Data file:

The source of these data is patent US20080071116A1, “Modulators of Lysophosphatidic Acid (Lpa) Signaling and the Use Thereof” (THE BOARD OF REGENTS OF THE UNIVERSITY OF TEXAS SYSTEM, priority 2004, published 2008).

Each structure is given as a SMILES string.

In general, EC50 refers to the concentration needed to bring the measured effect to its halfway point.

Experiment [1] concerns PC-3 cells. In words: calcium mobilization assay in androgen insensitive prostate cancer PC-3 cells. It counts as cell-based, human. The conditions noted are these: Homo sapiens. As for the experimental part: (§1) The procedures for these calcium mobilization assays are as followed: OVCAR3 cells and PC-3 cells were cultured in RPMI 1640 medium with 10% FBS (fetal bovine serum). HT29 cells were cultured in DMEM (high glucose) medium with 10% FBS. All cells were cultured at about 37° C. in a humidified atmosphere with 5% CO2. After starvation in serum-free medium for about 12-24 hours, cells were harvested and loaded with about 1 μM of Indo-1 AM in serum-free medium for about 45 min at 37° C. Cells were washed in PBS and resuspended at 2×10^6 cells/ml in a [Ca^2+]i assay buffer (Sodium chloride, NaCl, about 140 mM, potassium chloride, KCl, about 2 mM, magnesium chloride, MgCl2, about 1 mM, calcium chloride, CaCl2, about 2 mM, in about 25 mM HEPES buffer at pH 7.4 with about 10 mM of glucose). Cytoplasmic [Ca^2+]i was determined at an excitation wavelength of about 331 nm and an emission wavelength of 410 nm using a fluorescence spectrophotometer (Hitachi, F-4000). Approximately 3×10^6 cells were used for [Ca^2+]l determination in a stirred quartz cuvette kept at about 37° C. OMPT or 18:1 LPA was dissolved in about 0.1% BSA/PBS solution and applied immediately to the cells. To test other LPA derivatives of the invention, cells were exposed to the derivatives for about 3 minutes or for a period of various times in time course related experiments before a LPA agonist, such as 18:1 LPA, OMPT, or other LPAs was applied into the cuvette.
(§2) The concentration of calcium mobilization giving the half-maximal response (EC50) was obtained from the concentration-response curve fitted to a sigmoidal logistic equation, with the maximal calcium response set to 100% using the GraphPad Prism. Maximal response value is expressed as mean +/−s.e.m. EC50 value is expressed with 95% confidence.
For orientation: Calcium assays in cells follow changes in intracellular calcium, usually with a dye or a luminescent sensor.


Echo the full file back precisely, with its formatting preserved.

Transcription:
The source of these data is patent US20080071116A1, “Modulators of Lysophosphatidic Acid (Lpa) Signaling and the Use Thereof” (THE BOARD OF REGENTS OF THE UNIVERSITY OF TEXAS SYSTEM, priority 2004, published 2008).

Each structure is given as a SMILES string.

In general, EC50 refers to the concentration needed to bring the measured effect to its halfway point.

Experiment [1] concerns PC-3 cells. In words: calcium mobilization assay in androgen insensitive prostate cancer PC-3 cells. It counts as cell-based, human. The conditions noted are these: Homo sapiens. As for the experimental part: (§1) The procedures for these calcium mobilization assays are as followed: OVCAR3 cells and PC-3 cells were cultured in RPMI 1640 medium with 10% FBS (fetal bovine serum). HT29 cells were cultured in DMEM (high glucose) medium with 10% FBS. All cells were cultured at about 37° C. in a humidified atmosphere with 5% CO2. After starvation in serum-free medium for about 12-24 hours, cells were harvested and loaded with about 1 μM of Indo-1 AM in serum-free medium for about 45 min at 37° C. Cells were washed in PBS and resuspended at 2×10^6 cells/ml in a [Ca^2+]i assay buffer (Sodium chloride, NaCl, about 140 mM, potassium chloride, KCl, about 2 mM, magnesium chloride, MgCl2, about 1 mM, calcium chloride, CaCl2, about 2 mM, in about 25 mM HEPES buffer at pH 7.4 with about 10 mM of glucose). Cytoplasmic [Ca^2+]i was determined at an excitation wavelength of about 331 nm and an emission wavelength of 410 nm using a fluorescence spectrophotometer (Hitachi, F-4000). Approximately 3×10^6 cells were used for [Ca^2+]l determination in a stirred quartz cuvette kept at about 37° C. OMPT or 18:1 LPA was dissolved in about 0.1% BSA/PBS solution and applied immediately to the cells. To test other LPA derivatives of the invention, cells were exposed to the derivatives for about 3 minutes or for a period of various times in time course related experiments before a LPA agonist, such as 18:1 LPA, OMPT, or other LPAs was applied into the cuvette.
(§2) The concentration of calcium mobilization giving the half-maximal response (EC50) was obtained from the concentration-response curve fitted to a sigmoidal logistic equation, with the maximal calcium response set to 100% using the GraphPad Prism. Maximal response value is expressed as mean +/−s.e.m. EC50 value is expressed with 95% confidence.
For orientation: Calcium assays in cells follow changes in intracellular calcium, usually with a dye or a luminescent sensor.